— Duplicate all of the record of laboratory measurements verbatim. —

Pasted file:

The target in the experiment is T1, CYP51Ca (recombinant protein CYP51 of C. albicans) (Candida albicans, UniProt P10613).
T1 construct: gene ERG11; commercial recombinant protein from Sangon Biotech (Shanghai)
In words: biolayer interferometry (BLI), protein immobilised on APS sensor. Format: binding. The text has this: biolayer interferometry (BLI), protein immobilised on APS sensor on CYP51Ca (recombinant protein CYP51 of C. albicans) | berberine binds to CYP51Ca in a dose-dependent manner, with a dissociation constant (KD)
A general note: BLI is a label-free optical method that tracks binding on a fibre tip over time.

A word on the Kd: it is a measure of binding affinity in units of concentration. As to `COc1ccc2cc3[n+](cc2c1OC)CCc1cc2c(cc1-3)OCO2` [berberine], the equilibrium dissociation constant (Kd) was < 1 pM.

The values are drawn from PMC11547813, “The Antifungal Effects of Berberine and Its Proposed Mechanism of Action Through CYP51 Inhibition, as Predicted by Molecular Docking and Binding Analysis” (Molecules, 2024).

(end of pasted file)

The target in the experiment is T1, CYP51Ca (recombinant protein CYP51 of C. albicans) (Candida albicans, UniProt P10613).
T1 construct: gene ERG11; commercial recombinant protein from Sangon Biotech (Shanghai)
In words: biolayer interferometry (BLI), protein immobilised on APS sensor. Format: binding. The text has this: biolayer interferometry (BLI), protein immobilised on APS sensor on CYP51Ca (recombinant protein CYP51 of C. albicans) | berberine binds to CYP51Ca in a dose-dependent manner, with a dissociation constant (KD)
A general note: BLI is a label-free optical method that tracks binding on a fibre tip over time.

A word on the Kd: it is a measure of binding affinity in units of concentration. As to `COc1ccc2cc3[n+](cc2c1OC)CCc1cc2c(cc1-3)OCO2` [berberine], the equilibrium dissociation constant (Kd) was < 1 pM.

The values are drawn from PMC11547813, “The Antifungal Effects of Berberine and Its Proposed Mechanism of Action Through CYP51 Inhibition, as Predicted by Molecular Docking and Binding Analysis” (Molecules, 2024).